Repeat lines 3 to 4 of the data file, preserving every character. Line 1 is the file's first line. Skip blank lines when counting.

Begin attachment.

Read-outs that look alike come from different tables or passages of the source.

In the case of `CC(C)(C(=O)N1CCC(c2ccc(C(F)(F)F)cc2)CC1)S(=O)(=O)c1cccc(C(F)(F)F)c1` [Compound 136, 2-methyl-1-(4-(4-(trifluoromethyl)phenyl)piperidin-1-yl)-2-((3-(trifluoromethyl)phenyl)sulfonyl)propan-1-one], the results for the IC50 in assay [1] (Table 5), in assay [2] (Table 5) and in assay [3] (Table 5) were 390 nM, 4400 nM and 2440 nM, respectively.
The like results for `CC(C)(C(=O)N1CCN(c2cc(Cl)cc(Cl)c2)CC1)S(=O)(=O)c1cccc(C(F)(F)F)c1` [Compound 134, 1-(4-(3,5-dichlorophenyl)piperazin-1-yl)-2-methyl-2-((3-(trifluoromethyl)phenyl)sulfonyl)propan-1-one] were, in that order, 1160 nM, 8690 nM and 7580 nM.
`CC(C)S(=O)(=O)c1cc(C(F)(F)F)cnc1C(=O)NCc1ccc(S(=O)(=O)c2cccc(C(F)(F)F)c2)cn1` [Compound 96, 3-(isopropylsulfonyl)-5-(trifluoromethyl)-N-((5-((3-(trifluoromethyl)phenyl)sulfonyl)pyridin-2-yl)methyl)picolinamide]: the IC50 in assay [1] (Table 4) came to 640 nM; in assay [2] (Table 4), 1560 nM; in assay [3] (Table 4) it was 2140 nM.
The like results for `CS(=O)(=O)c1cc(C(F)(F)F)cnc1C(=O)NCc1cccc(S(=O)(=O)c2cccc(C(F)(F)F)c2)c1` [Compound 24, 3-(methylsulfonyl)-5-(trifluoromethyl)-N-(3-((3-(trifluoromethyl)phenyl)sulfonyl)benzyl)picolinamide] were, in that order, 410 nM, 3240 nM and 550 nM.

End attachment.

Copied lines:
The like results for `CC(C)(C(=O)N1CCN(c2cc(Cl)cc(Cl)c2)CC1)S(=O)(=O)c1cccc(C(F)(F)F)c1` [Compound 134, 1-(4-(3,5-dichlorophenyl)piperazin-1-yl)-2-methyl-2-((3-(trifluoromethyl)phenyl)sulfonyl)propan-1-one] were, in that order, 1160 nM, 8690 nM and 7580 nM.
`CC(C)S(=O)(=O)c1cc(C(F)(F)F)cnc1C(=O)NCc1ccc(S(=O)(=O)c2cccc(C(F)(F)F)c2)cn1` [Compound 96, 3-(isopropylsulfonyl)-5-(trifluoromethyl)-N-((5-((3-(trifluoromethyl)phenyl)sulfonyl)pyridin-2-yl)methyl)picolinamide]: the IC50 in assay [1] (Table 4) came to 640 nM; in assay [2] (Table 4), 1560 nM; in assay [3] (Table 4) it was 2140 nM.